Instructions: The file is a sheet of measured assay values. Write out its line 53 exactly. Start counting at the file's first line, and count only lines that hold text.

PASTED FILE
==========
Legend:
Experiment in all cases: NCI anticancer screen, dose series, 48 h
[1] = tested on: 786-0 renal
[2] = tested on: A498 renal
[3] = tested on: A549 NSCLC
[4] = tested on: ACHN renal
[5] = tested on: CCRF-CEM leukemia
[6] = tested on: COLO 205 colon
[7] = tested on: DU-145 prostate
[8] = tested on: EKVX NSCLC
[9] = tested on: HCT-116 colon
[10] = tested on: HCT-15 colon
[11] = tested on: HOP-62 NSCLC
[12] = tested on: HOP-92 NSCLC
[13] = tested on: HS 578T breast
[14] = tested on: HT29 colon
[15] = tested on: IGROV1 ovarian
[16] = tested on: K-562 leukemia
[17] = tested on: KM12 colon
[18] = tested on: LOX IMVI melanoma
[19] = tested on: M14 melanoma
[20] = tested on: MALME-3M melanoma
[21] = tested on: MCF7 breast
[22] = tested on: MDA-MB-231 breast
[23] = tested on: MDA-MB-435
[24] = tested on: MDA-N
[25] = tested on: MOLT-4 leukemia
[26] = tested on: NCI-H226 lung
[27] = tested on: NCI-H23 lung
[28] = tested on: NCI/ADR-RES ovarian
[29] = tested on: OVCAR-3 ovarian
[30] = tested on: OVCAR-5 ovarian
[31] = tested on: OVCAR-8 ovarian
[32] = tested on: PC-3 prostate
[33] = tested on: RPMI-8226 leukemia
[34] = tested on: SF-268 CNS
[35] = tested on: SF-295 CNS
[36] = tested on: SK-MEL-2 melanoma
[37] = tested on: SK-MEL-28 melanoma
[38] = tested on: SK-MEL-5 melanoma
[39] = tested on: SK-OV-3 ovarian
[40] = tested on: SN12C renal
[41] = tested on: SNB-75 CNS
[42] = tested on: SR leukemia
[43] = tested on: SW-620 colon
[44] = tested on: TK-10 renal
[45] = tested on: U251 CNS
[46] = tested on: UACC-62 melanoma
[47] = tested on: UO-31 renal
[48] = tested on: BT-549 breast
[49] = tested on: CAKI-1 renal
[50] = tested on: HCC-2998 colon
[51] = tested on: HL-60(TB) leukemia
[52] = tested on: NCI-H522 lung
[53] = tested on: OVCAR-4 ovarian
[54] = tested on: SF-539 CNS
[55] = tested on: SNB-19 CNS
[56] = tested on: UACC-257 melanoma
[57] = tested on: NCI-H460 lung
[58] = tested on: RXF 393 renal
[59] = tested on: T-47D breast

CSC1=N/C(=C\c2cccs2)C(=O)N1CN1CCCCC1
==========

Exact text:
[51] = tested on: HL-60(TB) leukemia